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The following text is reproduced from (the report of the) Fourteenth Annual Reunion of the Association of the Graduates of the United States Military Academy, June 12, 1883.

p48 Reuben W. Petrikin
No. 2058. Class of 1865.
Killed by Indians, Oct. 15, 1882, in the Sierra Madre Mountains, near Dolores, Mexico, aged 40.

Reuben W. Petrikin graduated in the class of 1865, and was appointed Second Lieutenant in the 2d Artillery, June 23, 1865. He was transferred to the 1st Artillery September 23, 1865. He served in garrison at Fort McHenry and on the Canada frontier in the prevention of Fenian raids during the year 1865.

He was promoted to be First Lieutenant, 1st Artillery, February 28, 1866; and on June 2, 1866, was transferred, with the rank of First Lieutenant, to the Corps of Engineers. He served as Assistant Engineer in the construction of Fort Popham, Maine, until April, 1867, and in the summer of the same year, in an expedition against hostile Indians on the plains.

During the year 1868 he was chief engineer officer of the Department of the Platte.

Family affairs, consequent upon the death of his father, (which occurred in 1866) compelled him to resign from the army on February 15, 1869.

Soon after his resignation he was appointed Assistant Engineer on the Boston, Hartford & Erie Railroad, and afterwards became Chief Engineer of the Catawissa Railroad, from Milton to Williamsport, Pa., remaining in that position about eighteen months. After the completion of this work, he was employed as Assistant Engineer on the Pine Creek Railroad, and in 1878 and 1879 he was Chief Engineer of a narrow gauge railroad in West Virginia. In January, 1880, he became Locating Engineer on the Texas & Pacific Railroad, p49in which capacity he was engaged in running preliminary lines through Texas, New Mexico and Arizona. He then became Chief Engineer of the International Railroad, from Laredo to the city of Mexico.

While at Laredo he purchased an interest in a gold mine in the State of Chihuahua, among the Sierra Madre Mountains, and about the 1st of October, 1882, left Laredo, with a party of eight men, to visit the mine. Early on the morning of October 15, his camp was surrounded by Apaches, and he and two of his men were shot dead. The remainder of the party reached a settlement, nearly exhausted, after five days of suffering and hunger. With great difficulty Petrikin's body was recovered in the following December, but fortunately in such a state of preservation as to be recognized with certainty. He now lies beside his wife, father and mother.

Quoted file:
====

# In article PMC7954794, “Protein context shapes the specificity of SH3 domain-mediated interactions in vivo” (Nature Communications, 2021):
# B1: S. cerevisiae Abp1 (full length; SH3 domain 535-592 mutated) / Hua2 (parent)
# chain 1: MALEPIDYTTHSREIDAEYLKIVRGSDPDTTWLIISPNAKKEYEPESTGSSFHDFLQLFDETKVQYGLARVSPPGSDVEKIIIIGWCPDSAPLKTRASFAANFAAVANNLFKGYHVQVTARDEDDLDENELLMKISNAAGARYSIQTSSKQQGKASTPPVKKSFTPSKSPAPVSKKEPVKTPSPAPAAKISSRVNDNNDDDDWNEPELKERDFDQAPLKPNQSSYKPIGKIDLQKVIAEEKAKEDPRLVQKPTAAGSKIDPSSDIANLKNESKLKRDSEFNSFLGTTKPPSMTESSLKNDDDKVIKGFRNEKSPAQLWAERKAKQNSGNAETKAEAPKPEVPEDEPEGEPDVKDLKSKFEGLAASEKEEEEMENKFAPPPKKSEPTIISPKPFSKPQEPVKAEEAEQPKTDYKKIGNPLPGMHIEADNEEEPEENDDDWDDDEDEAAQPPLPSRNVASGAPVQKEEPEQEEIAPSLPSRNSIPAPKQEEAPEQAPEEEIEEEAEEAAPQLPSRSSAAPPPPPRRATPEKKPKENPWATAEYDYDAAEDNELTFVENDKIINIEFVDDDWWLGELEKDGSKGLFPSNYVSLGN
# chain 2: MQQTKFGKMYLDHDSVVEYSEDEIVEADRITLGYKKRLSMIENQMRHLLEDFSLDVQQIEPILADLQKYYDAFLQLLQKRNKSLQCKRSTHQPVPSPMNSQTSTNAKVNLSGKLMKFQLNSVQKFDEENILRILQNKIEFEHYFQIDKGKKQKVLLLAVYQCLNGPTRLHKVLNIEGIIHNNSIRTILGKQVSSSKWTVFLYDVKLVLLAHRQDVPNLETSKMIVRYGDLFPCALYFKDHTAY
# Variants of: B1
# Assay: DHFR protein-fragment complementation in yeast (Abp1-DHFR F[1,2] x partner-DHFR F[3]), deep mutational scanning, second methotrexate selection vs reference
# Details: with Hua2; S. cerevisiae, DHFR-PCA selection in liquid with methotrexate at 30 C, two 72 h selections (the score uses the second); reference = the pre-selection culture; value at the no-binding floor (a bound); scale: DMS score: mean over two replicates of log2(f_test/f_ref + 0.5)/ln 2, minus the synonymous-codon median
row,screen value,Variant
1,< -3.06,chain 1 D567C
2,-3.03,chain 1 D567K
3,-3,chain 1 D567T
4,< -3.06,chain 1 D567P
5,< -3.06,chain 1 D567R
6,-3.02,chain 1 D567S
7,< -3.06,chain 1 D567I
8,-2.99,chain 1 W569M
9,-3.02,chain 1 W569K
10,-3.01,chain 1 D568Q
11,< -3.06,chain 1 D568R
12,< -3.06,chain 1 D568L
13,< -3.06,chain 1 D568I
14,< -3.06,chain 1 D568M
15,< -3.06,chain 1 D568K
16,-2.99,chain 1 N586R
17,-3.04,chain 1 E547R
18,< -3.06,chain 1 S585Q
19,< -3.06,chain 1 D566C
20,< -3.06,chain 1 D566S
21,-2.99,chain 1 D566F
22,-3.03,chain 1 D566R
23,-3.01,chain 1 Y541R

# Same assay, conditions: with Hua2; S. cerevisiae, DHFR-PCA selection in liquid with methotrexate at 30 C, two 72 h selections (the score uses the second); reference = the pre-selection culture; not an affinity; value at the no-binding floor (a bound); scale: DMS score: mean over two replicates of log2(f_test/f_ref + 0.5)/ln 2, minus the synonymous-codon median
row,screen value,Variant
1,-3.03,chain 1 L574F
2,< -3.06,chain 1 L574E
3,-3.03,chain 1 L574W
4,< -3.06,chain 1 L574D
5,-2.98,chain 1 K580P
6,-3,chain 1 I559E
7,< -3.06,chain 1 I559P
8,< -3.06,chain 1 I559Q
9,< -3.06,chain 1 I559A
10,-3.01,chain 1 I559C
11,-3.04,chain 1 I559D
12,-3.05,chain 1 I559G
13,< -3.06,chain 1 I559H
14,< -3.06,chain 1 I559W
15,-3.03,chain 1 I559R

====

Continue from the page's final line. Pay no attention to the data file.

Petrikin was married on January 20, 1870, to Miss Maggie Grafins, of Lockhaven, Pa. His wife died July 16, 1875, leaving two sons, — these two and four years of age.

I have met Petrikin but once since we left the Academy, and have with difficulty gathered together these few meagre facts, feeling that they would have a sad interest for all who knew him. Memory brings him back to me only as a cadet.

The first time I ever saw his sharp‑cut face, and looked into his clear eye, I knew he would be a remarkable man. Yet with all the facial signs of intense energy and activity, he was singularly quiet in manner and reticent of speech. Intellectually he was peculiar. I never knew a man of anything like his ability who had such an intense dislike for all subjects connected with language or literature. In mathematics, however, and all subjects based upon them, he showed a very high ability. In all engineering field work, in all topographical work, and in intuitive knowledge of ground he was without a rival.

Owing to his quiet, retiring disposition, I did not think he was thoroughly well-known throughout the class. But all liked him, and I am confident he never had an enemy in the corps.

Those who were, like myself, intimately associated with him, respected, admired and loved him. He was a warm and steadfast friend, and a quiet, straightforward, honorable, able gentleman.

Indicates a West Point graduate and gives his Class.Chas. W. Raymond.


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